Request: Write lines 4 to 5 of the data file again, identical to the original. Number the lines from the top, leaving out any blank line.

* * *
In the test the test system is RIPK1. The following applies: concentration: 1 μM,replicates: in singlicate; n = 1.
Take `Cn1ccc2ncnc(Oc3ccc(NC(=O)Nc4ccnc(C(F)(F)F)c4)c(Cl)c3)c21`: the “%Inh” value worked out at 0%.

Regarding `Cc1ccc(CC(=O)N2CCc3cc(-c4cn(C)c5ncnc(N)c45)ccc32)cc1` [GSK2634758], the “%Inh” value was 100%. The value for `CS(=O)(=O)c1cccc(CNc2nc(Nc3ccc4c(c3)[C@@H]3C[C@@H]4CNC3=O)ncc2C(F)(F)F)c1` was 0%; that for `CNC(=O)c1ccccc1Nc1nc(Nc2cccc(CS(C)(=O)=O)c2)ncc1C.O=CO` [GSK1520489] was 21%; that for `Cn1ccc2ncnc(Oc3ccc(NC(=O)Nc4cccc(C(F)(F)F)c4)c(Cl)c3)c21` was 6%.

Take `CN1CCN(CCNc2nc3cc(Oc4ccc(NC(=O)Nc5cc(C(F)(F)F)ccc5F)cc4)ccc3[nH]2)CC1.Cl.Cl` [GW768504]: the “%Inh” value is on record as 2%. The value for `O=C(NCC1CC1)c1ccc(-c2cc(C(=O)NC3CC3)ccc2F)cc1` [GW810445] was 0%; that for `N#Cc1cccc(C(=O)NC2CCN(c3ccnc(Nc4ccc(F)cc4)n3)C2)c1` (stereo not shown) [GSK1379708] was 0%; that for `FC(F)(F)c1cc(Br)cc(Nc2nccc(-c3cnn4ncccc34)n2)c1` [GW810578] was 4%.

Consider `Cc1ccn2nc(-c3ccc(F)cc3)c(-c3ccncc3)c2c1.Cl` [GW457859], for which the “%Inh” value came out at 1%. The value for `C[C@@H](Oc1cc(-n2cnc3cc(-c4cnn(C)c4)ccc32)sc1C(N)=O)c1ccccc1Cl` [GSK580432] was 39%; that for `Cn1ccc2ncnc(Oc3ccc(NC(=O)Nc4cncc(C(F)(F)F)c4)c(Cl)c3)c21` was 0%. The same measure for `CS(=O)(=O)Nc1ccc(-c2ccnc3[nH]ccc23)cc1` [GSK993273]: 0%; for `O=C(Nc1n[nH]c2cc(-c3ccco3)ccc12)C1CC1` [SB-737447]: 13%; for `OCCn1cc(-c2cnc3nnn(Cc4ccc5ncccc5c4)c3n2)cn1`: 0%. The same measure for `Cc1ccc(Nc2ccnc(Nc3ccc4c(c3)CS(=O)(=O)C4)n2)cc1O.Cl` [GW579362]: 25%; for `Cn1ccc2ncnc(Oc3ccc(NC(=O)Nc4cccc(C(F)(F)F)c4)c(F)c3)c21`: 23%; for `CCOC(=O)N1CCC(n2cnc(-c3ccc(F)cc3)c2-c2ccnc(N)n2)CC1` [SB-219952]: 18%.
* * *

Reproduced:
Take `CN1CCN(CCNc2nc3cc(Oc4ccc(NC(=O)Nc5cc(C(F)(F)F)ccc5F)cc4)ccc3[nH]2)CC1.Cl.Cl` [GW768504]: the “%Inh” value is on record as 2%. The value for `O=C(NCC1CC1)c1ccc(-c2cc(C(=O)NC3CC3)ccc2F)cc1` [GW810445] was 0%; that for `N#Cc1cccc(C(=O)NC2CCN(c3ccnc(Nc4ccc(F)cc4)n3)C2)c1` (stereo not shown) [GSK1379708] was 0%; that for `FC(F)(F)c1cc(Br)cc(Nc2nccc(-c3cnn4ncccc34)n2)c1` [GW810578] was 4%.

Consider `Cc1ccn2nc(-c3ccc(F)cc3)c(-c3ccncc3)c2c1.Cl` [GW457859], for which the “%Inh” value came out at 1%. The value for `C[C@@H](Oc1cc(-n2cnc3cc(-c4cnn(C)c4)ccc32)sc1C(N)=O)c1ccccc1Cl` [GSK580432] was 39%; that for `Cn1ccc2ncnc(Oc3ccc(NC(=O)Nc4cncc(C(F)(F)F)c4)c(Cl)c3)c21` was 0%. The same measure for `CS(=O)(=O)Nc1ccc(-c2ccnc3[nH]ccc23)cc1` [GSK993273]: 0%; for `O=C(Nc1n[nH]c2cc(-c3ccco3)ccc12)C1CC1` [SB-737447]: 13%; for `OCCn1cc(-c2cnc3nnn(Cc4ccc5ncccc5c4)c3n2)cn1`: 0%. The same measure for `Cc1ccc(Nc2ccnc(Nc3ccc4c(c3)CS(=O)(=O)C4)n2)cc1O.Cl` [GW579362]: 25%; for `Cn1ccc2ncnc(Oc3ccc(NC(=O)Nc4cccc(C(F)(F)F)c4)c(F)c3)c21`: 23%; for `CCOC(=O)N1CCC(n2cnc(-c3ccc(F)cc3)c2-c2ccnc(N)n2)CC1` [SB-219952]: 18%.